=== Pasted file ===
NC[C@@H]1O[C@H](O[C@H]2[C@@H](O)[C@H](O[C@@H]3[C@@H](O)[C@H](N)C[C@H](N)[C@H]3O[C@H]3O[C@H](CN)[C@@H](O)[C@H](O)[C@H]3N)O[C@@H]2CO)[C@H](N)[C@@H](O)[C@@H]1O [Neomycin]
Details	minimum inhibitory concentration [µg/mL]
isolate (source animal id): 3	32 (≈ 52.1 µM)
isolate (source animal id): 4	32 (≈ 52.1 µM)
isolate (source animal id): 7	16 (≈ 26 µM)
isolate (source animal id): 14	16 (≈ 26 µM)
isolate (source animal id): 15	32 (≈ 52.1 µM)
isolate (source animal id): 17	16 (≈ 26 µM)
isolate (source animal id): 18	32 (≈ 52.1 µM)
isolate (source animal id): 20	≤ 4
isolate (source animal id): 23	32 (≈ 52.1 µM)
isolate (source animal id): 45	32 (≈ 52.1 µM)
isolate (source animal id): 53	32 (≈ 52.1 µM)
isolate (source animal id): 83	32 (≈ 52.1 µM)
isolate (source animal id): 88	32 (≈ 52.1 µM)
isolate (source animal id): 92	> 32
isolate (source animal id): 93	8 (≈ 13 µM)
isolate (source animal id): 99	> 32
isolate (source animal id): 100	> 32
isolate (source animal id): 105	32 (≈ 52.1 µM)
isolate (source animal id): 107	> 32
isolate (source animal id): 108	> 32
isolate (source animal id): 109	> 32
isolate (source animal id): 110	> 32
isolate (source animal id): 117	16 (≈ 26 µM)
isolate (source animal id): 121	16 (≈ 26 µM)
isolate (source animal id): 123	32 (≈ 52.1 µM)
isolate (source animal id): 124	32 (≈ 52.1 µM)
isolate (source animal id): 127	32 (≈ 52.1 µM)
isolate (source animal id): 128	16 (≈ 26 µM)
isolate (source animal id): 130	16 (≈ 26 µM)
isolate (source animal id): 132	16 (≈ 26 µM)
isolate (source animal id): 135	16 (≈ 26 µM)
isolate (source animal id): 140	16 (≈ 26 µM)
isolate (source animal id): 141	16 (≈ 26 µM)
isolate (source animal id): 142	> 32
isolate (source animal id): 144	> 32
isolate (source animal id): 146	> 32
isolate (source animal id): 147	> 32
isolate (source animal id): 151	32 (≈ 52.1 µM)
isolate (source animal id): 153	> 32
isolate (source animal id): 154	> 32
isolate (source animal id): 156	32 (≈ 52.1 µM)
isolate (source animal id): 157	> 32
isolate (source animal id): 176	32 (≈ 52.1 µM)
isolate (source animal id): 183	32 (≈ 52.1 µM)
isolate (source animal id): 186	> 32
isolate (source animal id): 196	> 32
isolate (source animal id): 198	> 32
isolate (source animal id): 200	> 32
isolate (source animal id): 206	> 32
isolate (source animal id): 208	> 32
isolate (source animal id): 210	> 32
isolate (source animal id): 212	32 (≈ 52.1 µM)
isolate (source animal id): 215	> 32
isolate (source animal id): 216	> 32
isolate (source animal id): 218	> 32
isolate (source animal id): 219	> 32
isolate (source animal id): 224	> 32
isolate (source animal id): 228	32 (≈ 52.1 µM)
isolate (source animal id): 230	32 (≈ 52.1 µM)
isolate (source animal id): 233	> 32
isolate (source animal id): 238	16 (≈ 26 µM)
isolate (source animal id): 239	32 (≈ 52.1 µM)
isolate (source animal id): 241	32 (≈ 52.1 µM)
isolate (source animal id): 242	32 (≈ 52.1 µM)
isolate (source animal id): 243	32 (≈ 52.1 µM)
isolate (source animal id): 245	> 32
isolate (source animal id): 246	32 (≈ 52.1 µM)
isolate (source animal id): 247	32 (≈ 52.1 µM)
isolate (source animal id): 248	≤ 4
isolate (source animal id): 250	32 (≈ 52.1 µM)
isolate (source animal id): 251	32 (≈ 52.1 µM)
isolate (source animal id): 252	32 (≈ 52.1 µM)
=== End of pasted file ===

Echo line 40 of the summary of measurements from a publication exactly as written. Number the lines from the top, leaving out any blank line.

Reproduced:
isolate (source animal id): 151	32 (≈ 52.1 µM)